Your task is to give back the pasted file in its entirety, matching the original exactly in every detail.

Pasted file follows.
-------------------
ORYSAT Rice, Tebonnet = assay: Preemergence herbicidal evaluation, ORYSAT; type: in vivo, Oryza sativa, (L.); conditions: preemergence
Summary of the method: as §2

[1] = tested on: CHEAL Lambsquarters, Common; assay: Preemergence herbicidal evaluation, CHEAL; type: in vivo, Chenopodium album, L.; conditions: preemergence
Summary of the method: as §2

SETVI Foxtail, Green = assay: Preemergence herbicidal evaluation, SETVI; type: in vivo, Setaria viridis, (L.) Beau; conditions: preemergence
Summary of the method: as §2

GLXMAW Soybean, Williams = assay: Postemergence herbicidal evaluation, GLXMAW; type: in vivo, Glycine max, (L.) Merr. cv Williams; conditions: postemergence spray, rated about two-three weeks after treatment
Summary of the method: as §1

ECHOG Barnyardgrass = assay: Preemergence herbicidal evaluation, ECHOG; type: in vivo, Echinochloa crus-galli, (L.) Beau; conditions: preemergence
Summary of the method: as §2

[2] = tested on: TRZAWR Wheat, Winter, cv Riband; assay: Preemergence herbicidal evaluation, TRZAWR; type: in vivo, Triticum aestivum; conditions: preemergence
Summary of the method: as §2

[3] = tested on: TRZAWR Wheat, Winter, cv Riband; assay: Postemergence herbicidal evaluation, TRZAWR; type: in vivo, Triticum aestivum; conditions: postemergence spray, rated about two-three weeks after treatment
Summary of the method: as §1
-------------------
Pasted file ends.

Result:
ORYSAT Rice, Tebonnet = assay: Preemergence herbicidal evaluation, ORYSAT; type: in vivo, Oryza sativa, (L.); conditions: preemergence
Summary of the method: as §2

[1] = tested on: CHEAL Lambsquarters, Common; assay: Preemergence herbicidal evaluation, CHEAL; type: in vivo, Chenopodium album, L.; conditions: preemergence
Summary of the method: as §2

SETVI Foxtail, Green = assay: Preemergence herbicidal evaluation, SETVI; type: in vivo, Setaria viridis, (L.) Beau; conditions: preemergence
Summary of the method: as §2

GLXMAW Soybean, Williams = assay: Postemergence herbicidal evaluation, GLXMAW; type: in vivo, Glycine max, (L.) Merr. cv Williams; conditions: postemergence spray, rated about two-three weeks after treatment
Summary of the method: as §1

ECHOG Barnyardgrass = assay: Preemergence herbicidal evaluation, ECHOG; type: in vivo, Echinochloa crus-galli, (L.) Beau; conditions: preemergence
Summary of the method: as §2

[2] = tested on: TRZAWR Wheat, Winter, cv Riband; assay: Preemergence herbicidal evaluation, TRZAWR; type: in vivo, Triticum aestivum; conditions: preemergence
Summary of the method: as §2

[3] = tested on: TRZAWR Wheat, Winter, cv Riband; assay: Postemergence herbicidal evaluation, TRZAWR; type: in vivo, Triticum aestivum; conditions: postemergence spray, rated about two-three weeks after treatment
Summary of the method: as §1